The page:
TitleSoil management for climate-resilient agriculture                                

AbstractClimate change, caused by increase in the concentration of greenhouse gases (GHGs) i.e., carbon dioxide (CO2), methane (CH4) and nitrous oxide (N2O) in the atmosphere, has emerged as the most prominent environmental issue all over the world. The Inter-Governmental Panel on Climate Change (IPCC), in its 5th Assessment Report (2014) reiterated that the warming of the climate system is unequivocal. Indian agriculture is highly prone to the risks due to climate change. Agriculture sector is also a major contributor to the enhanced greenhouse effect. Climate change may considerably affect the food supply and access through direct and indirect effects on crops, soils, livestock, fisheries and pests.

Soil is a source and also acts as a sink of GHGs. It is intricately linked to the atmospheric–climate system through the carbon, nitrogen, and hydrologic cycles. Methane is produced in soil during microbial decomposition of organic matter under anaerobic conditions. Rice fields submerged under water are the potential source of CH4 production. Continuous submergence, higher organic C content and use of organic manure in puddled soil enhance the methane emission. Burning of crop residues also contributes to the global methane budget. Nitrous oxide is produced in soils through the processes of nitrification and denitrification.

Soil management offers opportunities for mitigation from supply-side and also from demand-side. The emissions can be effectively minimized by better soil-water-fertilizer-crop management interactions both under irrigated as well as rainfed agriculture. The supply-side opportunities include sustainable intensification with improved varieties, diversified crop rotations; improving nutrient, crop residue and water management; reducing emissions from enteric fermentation; reducing methane emissions from rice cultivation and improving manure management. The demand-side opportunities are sequestering carbon in agricultural systems including agro-forestry, bio-energy crops biochar application, reducing food waste and shifting dietary trends.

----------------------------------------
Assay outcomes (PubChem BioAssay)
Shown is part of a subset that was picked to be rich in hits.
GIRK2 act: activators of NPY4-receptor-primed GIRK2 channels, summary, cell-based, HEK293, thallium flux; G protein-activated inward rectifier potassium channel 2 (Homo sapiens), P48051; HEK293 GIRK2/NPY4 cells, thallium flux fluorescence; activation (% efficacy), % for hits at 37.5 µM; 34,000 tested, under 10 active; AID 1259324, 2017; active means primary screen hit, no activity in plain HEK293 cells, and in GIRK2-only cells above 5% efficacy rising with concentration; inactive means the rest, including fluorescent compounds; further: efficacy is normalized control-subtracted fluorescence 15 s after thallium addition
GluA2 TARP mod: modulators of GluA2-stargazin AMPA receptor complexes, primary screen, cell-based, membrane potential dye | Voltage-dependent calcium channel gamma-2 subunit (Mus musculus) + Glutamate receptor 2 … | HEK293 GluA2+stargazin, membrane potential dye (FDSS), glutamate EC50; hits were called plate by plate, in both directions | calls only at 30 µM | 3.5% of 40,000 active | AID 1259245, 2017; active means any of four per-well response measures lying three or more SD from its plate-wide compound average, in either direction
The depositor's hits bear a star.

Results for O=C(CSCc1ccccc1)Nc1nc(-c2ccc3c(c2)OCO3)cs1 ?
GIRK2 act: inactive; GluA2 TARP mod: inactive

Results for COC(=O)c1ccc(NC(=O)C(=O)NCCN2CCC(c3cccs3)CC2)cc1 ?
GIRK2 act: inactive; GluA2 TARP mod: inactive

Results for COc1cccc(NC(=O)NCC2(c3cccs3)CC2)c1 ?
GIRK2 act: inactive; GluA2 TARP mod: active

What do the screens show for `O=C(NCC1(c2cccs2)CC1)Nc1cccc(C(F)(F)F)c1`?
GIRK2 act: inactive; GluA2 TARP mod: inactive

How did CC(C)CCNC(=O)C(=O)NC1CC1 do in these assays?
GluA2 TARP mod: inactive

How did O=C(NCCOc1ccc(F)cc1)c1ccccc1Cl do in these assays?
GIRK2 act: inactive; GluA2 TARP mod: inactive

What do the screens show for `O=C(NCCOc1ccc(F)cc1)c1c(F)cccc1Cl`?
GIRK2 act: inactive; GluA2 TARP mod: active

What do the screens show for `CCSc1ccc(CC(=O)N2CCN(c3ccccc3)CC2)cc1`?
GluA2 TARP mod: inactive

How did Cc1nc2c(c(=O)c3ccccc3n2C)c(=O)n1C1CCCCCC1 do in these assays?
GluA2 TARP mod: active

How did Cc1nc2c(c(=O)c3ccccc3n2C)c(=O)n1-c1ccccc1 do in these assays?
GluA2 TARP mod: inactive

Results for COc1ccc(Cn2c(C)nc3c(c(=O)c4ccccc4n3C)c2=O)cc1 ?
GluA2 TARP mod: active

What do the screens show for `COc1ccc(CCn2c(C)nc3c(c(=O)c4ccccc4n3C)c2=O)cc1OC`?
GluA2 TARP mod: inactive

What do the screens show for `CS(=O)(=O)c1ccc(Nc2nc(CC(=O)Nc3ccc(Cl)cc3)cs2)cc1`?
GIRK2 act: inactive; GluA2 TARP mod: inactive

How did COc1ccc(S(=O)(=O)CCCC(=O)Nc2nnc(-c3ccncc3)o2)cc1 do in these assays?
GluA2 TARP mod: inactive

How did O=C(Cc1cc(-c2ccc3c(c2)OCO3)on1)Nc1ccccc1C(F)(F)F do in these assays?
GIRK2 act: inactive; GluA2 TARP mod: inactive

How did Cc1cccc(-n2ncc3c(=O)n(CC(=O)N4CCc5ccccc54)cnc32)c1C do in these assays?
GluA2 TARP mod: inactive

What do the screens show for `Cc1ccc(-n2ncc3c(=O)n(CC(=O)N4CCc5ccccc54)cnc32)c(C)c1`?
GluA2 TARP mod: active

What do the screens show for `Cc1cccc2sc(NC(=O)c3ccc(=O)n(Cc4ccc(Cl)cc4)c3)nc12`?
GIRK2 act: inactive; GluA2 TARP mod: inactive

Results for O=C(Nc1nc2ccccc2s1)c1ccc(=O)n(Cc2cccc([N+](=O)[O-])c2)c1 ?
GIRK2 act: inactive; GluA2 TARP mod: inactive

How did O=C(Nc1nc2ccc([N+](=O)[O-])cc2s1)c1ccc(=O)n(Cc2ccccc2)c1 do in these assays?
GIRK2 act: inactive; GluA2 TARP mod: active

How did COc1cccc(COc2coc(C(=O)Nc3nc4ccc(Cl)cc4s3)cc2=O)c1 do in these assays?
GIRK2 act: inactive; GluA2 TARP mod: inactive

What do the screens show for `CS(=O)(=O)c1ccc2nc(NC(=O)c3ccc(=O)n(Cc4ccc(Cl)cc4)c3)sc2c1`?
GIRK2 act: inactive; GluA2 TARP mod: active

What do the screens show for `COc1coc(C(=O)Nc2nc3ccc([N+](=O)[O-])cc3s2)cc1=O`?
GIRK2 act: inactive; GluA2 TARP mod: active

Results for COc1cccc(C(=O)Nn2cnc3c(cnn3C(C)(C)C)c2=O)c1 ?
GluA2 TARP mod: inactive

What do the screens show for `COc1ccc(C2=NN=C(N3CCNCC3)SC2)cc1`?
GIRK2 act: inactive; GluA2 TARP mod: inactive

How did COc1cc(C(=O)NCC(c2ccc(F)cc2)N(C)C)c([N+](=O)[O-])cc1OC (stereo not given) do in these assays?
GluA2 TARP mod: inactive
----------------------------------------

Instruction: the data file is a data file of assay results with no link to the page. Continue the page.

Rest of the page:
Soil management offers promises for climate change adaptation through modifying crop management practices, improving water management, adopting new farm techniques such as resource conserving technologies (RCTs), crop diversification and harnessing the indigenous technical knowledge of farmers. Loss of fertile soil and carbon and nitrogen along with eroded soils can be reduced by local specific soil management practices. Though, there are significant opportunities for GHGs mitigation and adaptation in agriculture, but numerous barriers need to be overcome. A win-win solution is to start with such mitigation and adaptation strategies that are needed for sustainable development.